Tolling the open road
Massachusetts considers charging by the mile for highway drivers
By Noah Bierman, Globe Staff | October 7, 2007
The monthly invoice could look something like an electricity bill or a cellphone statement. But instead of kilowatt hours or roaming minutes, it would itemize how many miles you drive - with surcharges for traveling during peak hours, premiums for using so-called Lexus lanes that bypass rush-hour snarls, and discounts for sitting through traffic jams.
The free and open road, regarded by many Americans as a birthright, could become a relic under a plan being discussed in Massachusetts and in several other states, transforming highway use from a service available to all into a utility paid for on a per-mile basis.
This philosophical shift is the cornerstone of a landmark report, released last month by the Commonwealth's Transportation Finance Commission, which was tasked with finding the estimated $15 billion to $19 billion needed to fix the state's crumbling roads and bridges over the next two decades.
Under the commission's plan, a 5-cents-per-mile fee on major roads would replace, or minimize, gas taxes and fundamentally change a central aspect of everyday life.
State Route 91 Value-Priced Express Lanes: Updated Observations
Transportation Research Record
Issue Volume 1812 / 2002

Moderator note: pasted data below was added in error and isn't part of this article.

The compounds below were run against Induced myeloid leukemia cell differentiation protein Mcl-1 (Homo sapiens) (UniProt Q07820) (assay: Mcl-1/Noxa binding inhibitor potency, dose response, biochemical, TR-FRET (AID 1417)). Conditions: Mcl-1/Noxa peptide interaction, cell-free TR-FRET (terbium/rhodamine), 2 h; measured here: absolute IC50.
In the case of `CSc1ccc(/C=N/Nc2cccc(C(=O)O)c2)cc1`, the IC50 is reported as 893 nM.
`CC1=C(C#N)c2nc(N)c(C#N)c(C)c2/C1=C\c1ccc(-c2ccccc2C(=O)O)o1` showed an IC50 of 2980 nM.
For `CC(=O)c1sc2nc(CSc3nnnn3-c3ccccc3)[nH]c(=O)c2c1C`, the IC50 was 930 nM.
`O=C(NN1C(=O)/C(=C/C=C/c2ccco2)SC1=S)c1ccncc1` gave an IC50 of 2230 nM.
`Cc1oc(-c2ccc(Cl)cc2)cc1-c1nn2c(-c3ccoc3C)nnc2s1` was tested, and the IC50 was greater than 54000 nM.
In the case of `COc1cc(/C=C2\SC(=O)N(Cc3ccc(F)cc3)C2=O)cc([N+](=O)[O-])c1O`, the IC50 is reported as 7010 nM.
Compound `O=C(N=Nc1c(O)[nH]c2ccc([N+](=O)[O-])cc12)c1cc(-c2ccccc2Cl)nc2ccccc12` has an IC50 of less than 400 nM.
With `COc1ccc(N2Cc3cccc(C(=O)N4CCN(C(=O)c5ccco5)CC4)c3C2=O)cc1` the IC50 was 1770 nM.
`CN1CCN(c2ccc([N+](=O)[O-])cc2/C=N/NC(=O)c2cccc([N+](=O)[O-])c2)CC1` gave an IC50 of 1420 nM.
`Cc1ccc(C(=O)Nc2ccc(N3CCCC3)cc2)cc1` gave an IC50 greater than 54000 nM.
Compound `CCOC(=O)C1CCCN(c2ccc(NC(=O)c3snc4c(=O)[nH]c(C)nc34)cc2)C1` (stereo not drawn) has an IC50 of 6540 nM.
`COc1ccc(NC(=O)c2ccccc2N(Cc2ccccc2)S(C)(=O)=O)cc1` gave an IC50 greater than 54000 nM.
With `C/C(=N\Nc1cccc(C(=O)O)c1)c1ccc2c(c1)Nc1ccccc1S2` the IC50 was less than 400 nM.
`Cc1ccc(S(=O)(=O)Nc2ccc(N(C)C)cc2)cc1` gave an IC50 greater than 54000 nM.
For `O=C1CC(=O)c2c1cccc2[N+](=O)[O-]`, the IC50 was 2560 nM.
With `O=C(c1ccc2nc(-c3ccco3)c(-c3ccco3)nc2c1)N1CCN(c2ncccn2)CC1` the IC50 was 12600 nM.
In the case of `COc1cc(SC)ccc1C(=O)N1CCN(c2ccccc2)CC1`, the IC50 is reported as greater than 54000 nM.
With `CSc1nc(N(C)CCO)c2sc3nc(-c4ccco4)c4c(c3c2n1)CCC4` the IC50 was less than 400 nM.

Abstract: Recently over 5 years of field observations were concluded of the value-priced express lanes that opened December 27, 1995, in the median of State Route 91, in Orange County, California. Data collection, covering about a year and a half of observations to establish baseline conditions before opening day, included traffic measurements, vehicle occupancy counts, transit ridership, and comprehensive travel surveys of current and former commuters. The corresponding data analysis included the calibration of choice models of route, occupancy, transponder acquisition, and time-of-day behavior of commuters and the estimation of air pollution emissions. Findings are presented on traffic trends, toll lane use, travelers' responses to changing congestion and tolls, shifts in ridesharing and transit use, shifts in trip purpose, differences associated with income and other demographics, public opinion, collision experience, and the results of choice and emissions modeling. As the first practical application of value pricing in the United States, the State Route 91 express lanes provide many important insights, both technical and institutional, some of which are relevant to the implementation of value-pricing projects in other locations.